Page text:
I’m not sure I need my reality augmenting
My 3 predictions for the advent of 4G are as follows:
- A huge rise in lamp-post related accidents clogging up A&E’s
- A massive increase in the chances of getting stuck with someone who is insanely helpful when you stop and ask for directions in the street
- The death of pub chat
In my view, the blame for this bleak and painful future lies solely at the door of Augmented Reality (AR). For the uninitiated, AR is the technology that will allow your phone to not only know exactly where you are, but also which way you’re facing and what you’re looking at. This first came to my attention a few months back in this article in a London paper but its inevitable march towards reality has now been firmly cemented by comments from Eric Schmidt in this recent interview he did for the BBC
The basic premise of AR is that you will be able to walk along the street looking at your phone and get bombarded by information about everything around you. So, if you’ve ever stood in front of the Albert Hall and thought “Hmm, nice building, but I’d prefer to look at a picture of it on my phone, know how much a sandwich costs in the bar and see who’s playing a week on Thursday” then it will be right up your street. However, if you’re not this sort of person, think how far your heart will sink the next time you stop someone for help because you’re running late and you’re lost. Instead of saying “It’s up there on the right”, they reach into their pocket for their mobile phone and take you on a virtual (and probably real time) journey to your destination – highlighting points of interest along your route!
In principle I’m all for things that make life easier, but I do question just how much information it is possible for one person to manage and, furthermore, why it’s needed at all? I’ve walked past buildings for years without needing to know the depth of their foundations or the demographic makeup of the residents within. Sadly though it seems that we have an insatiable appetite for information and no content is too irrelevant or inane.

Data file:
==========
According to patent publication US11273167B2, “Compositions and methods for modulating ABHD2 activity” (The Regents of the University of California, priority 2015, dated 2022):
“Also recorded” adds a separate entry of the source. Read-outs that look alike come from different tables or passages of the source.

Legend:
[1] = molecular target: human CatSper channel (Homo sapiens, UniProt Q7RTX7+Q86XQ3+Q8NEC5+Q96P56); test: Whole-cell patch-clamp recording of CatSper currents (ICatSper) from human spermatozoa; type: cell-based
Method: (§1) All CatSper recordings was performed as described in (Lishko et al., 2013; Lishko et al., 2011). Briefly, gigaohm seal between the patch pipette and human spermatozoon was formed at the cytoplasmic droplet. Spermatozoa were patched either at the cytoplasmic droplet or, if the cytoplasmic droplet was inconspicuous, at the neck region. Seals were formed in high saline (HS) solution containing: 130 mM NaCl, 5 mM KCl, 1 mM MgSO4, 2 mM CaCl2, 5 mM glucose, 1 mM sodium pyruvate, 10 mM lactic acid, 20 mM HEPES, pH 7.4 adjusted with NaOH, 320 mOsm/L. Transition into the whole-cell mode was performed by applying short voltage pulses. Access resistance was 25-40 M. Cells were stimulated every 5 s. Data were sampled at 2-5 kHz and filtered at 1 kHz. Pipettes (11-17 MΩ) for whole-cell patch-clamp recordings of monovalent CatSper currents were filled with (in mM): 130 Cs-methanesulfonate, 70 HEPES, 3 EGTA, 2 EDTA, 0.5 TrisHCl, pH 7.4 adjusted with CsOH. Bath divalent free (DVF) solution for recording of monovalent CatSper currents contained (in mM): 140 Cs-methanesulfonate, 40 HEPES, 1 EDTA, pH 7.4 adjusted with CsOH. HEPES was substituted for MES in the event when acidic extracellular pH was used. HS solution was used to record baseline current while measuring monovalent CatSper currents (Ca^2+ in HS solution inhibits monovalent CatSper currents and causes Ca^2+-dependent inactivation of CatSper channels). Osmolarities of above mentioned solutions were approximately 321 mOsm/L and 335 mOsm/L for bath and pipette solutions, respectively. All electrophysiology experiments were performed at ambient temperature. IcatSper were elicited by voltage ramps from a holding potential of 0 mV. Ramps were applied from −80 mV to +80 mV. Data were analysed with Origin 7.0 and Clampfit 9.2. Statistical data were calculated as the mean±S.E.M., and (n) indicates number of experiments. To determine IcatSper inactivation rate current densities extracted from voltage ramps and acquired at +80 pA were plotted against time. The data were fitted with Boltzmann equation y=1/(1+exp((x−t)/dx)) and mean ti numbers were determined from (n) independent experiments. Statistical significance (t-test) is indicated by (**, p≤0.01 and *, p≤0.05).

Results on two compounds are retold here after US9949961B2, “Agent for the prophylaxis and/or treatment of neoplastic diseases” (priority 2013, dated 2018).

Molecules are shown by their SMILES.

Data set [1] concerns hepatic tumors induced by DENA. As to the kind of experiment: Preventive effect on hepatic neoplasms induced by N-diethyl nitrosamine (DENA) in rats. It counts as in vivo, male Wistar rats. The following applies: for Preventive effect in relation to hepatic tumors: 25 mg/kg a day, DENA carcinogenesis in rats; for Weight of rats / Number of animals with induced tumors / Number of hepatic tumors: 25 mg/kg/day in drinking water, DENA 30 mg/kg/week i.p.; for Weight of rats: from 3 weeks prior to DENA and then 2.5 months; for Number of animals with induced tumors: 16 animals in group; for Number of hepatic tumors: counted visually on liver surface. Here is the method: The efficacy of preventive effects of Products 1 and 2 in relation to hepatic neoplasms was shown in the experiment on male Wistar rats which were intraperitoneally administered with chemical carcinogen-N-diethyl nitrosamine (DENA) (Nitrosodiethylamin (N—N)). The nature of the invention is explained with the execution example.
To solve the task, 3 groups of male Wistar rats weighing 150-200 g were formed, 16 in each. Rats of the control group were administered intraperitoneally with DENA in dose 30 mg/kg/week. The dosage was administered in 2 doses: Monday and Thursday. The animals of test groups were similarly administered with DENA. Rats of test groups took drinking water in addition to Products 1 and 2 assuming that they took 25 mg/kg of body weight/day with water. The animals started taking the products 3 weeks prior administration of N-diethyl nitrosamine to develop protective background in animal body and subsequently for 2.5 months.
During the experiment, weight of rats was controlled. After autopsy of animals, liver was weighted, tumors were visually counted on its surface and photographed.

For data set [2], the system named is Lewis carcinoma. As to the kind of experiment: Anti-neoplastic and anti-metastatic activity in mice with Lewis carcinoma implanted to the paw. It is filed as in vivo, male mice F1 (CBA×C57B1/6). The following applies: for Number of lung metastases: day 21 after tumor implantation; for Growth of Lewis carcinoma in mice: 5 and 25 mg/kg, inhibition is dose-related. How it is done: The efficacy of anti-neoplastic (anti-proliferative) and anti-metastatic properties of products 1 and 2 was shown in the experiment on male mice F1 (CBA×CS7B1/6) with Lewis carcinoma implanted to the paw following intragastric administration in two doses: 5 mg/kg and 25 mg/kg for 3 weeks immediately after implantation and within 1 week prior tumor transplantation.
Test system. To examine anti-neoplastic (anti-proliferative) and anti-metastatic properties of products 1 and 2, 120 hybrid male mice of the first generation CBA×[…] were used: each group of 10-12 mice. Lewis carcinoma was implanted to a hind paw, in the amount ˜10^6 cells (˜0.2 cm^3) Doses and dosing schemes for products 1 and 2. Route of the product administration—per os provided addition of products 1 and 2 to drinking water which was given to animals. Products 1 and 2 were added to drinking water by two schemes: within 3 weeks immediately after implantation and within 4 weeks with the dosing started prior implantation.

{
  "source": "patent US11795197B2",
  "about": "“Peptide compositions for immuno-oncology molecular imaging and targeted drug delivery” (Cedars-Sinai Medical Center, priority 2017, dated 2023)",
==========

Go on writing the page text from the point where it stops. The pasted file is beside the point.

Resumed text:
Picture the scene, you arrange to meet up with some old friends at the pub for a catch up. An hour in and you find yourself sitting there, pint nearly finished and surrounded by empty seats. You wonder if you’ve been stood up but the reality is far worse. Everyone is actually on their way, it’s just that your helpful friends are on their 14th detour of the night having turned themselves into tourist guides and possible targets for street rage. Meanwhile, your more disorganised mates are all lying unconscious in the street having walked into lampposts whilst looking at their phone trying to find the pub. Finally those that do successfully navigate the technologically laden gauntlet of getting from one destination to another will eventually park themselves in front of you. They will buy you a drink and then, horror of horrors, just as you’ve allowed yourself to become drink trapped, they will reach into their pocket to show you the latest app on their phone and start to give you a potted history of the pub you’re in. Thus my 3rd and saddest prediction will become true. It will dawn on you that your friend no longer holds the basic skills of conversation and has, in fact, become some sort of talking book that just spews out facts you neither wanted to know or asked for.